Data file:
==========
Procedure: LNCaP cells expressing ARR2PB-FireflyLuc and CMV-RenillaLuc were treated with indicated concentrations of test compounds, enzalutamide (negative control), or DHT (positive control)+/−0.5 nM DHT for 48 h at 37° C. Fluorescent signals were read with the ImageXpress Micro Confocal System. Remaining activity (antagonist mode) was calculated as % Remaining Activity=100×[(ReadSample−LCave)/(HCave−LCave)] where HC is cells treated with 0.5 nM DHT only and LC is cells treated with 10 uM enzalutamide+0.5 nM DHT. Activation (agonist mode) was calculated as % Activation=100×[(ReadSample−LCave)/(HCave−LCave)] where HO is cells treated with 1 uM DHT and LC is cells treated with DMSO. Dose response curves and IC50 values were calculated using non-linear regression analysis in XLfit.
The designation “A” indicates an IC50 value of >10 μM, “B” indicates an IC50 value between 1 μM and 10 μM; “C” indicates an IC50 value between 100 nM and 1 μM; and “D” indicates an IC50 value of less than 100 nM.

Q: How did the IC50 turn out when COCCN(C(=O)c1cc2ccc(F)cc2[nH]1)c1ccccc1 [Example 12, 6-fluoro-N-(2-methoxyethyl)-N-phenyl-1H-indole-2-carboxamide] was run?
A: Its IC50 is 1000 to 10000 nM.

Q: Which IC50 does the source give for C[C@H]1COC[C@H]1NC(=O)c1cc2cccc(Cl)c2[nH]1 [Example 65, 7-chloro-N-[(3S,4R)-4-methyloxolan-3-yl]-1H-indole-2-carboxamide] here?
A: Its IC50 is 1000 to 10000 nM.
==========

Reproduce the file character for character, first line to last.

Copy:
Procedure: LNCaP cells expressing ARR2PB-FireflyLuc and CMV-RenillaLuc were treated with indicated concentrations of test compounds, enzalutamide (negative control), or DHT (positive control)+/−0.5 nM DHT for 48 h at 37° C. Fluorescent signals were read with the ImageXpress Micro Confocal System. Remaining activity (antagonist mode) was calculated as % Remaining Activity=100×[(ReadSample−LCave)/(HCave−LCave)] where HC is cells treated with 0.5 nM DHT only and LC is cells treated with 10 uM enzalutamide+0.5 nM DHT. Activation (agonist mode) was calculated as % Activation=100×[(ReadSample−LCave)/(HCave−LCave)] where HO is cells treated with 1 uM DHT and LC is cells treated with DMSO. Dose response curves and IC50 values were calculated using non-linear regression analysis in XLfit.
The designation “A” indicates an IC50 value of >10 μM, “B” indicates an IC50 value between 1 μM and 10 μM; “C” indicates an IC50 value between 100 nM and 1 μM; and “D” indicates an IC50 value of less than 100 nM.

Q: How did the IC50 turn out when COCCN(C(=O)c1cc2ccc(F)cc2[nH]1)c1ccccc1 [Example 12, 6-fluoro-N-(2-methoxyethyl)-N-phenyl-1H-indole-2-carboxamide] was run?
A: Its IC50 is 1000 to 10000 nM.

Q: Which IC50 does the source give for C[C@H]1COC[C@H]1NC(=O)c1cc2cccc(Cl)c2[nH]1 [Example 65, 7-chloro-N-[(3S,4R)-4-methyloxolan-3-yl]-1H-indole-2-carboxamide] here?
A: Its IC50 is 1000 to 10000 nM.